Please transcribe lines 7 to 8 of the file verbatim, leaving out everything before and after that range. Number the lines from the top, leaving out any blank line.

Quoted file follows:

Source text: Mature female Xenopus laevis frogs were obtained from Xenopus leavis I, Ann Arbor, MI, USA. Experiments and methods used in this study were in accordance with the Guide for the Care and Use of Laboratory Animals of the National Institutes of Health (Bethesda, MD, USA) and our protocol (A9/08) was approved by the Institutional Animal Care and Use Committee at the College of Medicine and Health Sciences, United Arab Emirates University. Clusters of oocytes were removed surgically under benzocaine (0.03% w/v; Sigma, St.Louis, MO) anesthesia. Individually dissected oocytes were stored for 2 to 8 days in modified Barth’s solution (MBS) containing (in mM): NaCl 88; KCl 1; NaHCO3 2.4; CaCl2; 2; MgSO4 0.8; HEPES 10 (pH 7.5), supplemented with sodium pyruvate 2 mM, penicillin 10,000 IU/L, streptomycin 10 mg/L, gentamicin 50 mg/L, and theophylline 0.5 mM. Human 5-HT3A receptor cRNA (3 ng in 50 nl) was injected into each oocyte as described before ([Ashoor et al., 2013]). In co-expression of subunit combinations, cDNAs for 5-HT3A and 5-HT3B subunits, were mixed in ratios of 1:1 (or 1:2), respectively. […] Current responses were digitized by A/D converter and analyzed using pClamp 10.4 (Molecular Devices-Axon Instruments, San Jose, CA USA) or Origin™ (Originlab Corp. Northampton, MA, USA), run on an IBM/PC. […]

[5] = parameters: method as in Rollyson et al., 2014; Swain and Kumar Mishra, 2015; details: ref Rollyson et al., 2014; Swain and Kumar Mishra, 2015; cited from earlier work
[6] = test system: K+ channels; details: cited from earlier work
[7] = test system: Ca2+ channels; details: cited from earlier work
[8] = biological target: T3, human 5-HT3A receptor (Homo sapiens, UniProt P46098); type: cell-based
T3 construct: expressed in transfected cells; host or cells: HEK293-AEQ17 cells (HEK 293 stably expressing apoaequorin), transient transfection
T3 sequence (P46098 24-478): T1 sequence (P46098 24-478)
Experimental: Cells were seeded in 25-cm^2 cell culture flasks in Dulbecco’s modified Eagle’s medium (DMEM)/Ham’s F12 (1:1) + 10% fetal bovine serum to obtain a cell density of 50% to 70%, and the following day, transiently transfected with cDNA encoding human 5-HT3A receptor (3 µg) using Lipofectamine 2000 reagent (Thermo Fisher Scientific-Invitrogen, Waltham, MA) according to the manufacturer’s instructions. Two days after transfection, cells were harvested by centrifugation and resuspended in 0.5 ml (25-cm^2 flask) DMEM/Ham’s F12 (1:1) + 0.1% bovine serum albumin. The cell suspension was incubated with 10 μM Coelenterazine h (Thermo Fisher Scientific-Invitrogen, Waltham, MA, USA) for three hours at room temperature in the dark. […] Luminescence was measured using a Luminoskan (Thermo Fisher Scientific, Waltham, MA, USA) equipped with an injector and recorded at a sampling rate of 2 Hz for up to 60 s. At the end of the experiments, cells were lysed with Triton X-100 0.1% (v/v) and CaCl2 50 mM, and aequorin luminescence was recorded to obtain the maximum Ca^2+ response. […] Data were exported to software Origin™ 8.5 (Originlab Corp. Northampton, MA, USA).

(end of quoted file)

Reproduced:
T3 sequence (P46098 24-478): T1 sequence (P46098 24-478)
Experimental: Cells were seeded in 25-cm^2 cell culture flasks in Dulbecco’s modified Eagle’s medium (DMEM)/Ham’s F12 (1:1) + 10% fetal bovine serum to obtain a cell density of 50% to 70%, and the following day, transiently transfected with cDNA encoding human 5-HT3A receptor (3 µg) using Lipofectamine 2000 reagent (Thermo Fisher Scientific-Invitrogen, Waltham, MA) according to the manufacturer’s instructions. Two days after transfection, cells were harvested by centrifugation and resuspended in 0.5 ml (25-cm^2 flask) DMEM/Ham’s F12 (1:1) + 0.1% bovine serum albumin. The cell suspension was incubated with 10 μM Coelenterazine h (Thermo Fisher Scientific-Invitrogen, Waltham, MA, USA) for three hours at room temperature in the dark. […] Luminescence was measured using a Luminoskan (Thermo Fisher Scientific, Waltham, MA, USA) equipped with an injector and recorded at a sampling rate of 2 Hz for up to 60 s. At the end of the experiments, cells were lysed with Triton X-100 0.1% (v/v) and CaCl2 50 mM, and aequorin luminescence was recorded to obtain the maximum Ca^2+ response. […] Data were exported to software Origin™ 8.5 (Originlab Corp. Northampton, MA, USA).